The Pentagon has a message for Texas: chill.
Defense officials Monday dismissed as “wild speculation” an Internet-fueled claim that a massive summertime exercise called Jade Helm 15 for special operations commandos is a covert operation by President Barack Obama to take over Texas.
That claim was given legitimacy by Texas Gov. Gregg Abbott’s order last week for the Texas State Guard to monitor the exercises.
“Operation Jade Helm poses no threat to any American’s civil liberties,” Army Col. Steve Warren, a Pentagon spokesman, said Monday. “Operation Jade Helm is being conducted by Americans – by, specifically, American special forces personnel.”
Jade Helm 15 will be one of the biggest peacetime military exercises in six decades. Starting July 15 and lasting two months, thousands of Army Rangers, Green Berets, Navy SEALS and other special operations forces will simulate war missions in mainly remote areas of Arizona, Florida, Louisiana, Mississippi, New Mexico, Texas and Utah.
Jade Helm 15 will take place on tracts of both public and private land in the seven states.
“In every case, extensive coordination has been completed with whoever’s responsible for that land,” Warren said. “In the case of private land, we’ve spoken and made detailed coordination with the patriotic Americans who have volunteered their land for the use of this important training.”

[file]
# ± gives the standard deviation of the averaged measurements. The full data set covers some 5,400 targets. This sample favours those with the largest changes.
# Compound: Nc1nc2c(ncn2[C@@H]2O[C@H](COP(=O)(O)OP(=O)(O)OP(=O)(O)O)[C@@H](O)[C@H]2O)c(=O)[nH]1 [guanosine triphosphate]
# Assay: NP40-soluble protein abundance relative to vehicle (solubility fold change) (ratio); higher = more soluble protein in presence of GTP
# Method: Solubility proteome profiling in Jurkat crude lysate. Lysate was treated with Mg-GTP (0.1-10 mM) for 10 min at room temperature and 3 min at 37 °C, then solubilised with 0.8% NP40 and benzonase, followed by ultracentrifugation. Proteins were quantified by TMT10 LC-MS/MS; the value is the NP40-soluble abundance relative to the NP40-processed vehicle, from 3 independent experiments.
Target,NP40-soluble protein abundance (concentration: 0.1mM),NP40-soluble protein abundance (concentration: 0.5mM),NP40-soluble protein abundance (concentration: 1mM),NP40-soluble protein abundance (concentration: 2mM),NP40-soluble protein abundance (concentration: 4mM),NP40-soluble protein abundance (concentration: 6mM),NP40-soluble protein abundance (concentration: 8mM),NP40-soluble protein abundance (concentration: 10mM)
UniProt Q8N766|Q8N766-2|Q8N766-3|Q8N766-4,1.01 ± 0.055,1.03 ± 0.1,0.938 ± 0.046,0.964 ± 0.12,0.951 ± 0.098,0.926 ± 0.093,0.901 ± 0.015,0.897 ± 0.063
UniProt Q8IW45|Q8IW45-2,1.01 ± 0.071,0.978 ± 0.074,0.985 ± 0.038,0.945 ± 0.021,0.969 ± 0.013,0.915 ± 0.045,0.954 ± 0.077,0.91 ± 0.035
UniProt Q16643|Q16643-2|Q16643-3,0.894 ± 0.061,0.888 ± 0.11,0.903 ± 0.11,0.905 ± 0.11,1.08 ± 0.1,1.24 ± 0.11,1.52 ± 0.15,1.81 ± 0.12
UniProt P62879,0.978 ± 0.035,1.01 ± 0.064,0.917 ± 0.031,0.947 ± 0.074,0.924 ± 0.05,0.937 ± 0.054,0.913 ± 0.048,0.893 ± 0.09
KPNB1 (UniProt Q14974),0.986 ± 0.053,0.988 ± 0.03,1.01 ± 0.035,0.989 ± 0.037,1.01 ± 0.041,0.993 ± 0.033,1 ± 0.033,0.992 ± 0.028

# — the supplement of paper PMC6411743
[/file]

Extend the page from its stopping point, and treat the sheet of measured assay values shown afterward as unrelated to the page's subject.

The Texas State Guard said Monday it would follow Abbot’s order. Asked by the Star-Telegram whether it felt compelled to mobilize troops in order to monitor the exercises, Lt. Col. Joanne MacGregor, the unit’s public affairs officer, responded: “The Texas State Guard stands ready to support the governor of Texas when called upon to serve.”
Leaders of the Texas State Guard “are in the process of examining the best way to meet the governor’s intent,” MacGregor said. She said they are working with the U.S. Special Operations Command “in order to alleviate any possible public concerns.”
At the Pentagon, Warren said: “This is training that we’ve coordinated in great detail with both state and local officials in the various states that we'll be conducting it.”
Abbott’s order infuriated some fellow Republicans. Former state Rep. Todd Smith, a GOP lawyer from Euless who served in the Texas legislature for 16 years, posted online Saturday what he termed an “open letter” to Abbott.
“As one of the remaining Republicans who actually believes in making decisions based on facts and evidence — you used to be a judge? — I am appalled that you would give credence to the nonsense mouthed by those who instead make decisions based on Internet or radio- or shock-jock-driven hysteria,” Smith wrote. “Is there ANYBODY who is going to stand up to this radical nonsense that is a cancer on our State and Party?”
Democrats, too, expressed dismay.
“The first thing the governor should have done when he heard about concerns with U.S. military training is to support our troops and reassure the public that our U.S. military poses absolutely no threat to Texans,” said Manny Garcia, executive director of the Texas Democratic Party.
Abbott didn’t back down. On Monday, he defended his decision.
“We are playing a pivotal role of government and that is to provide information to people who have questions,” Abbott told reporters after a prayer breakfast in North Austin, according to the Texas Tribune, a nonprofit media organization based in Austin.
The Texas State Guard, established in 1871, has 1,900 members. Unlike the Texas National Guard, it cannot operate outside Texas and cannot be pressed into national service by the president.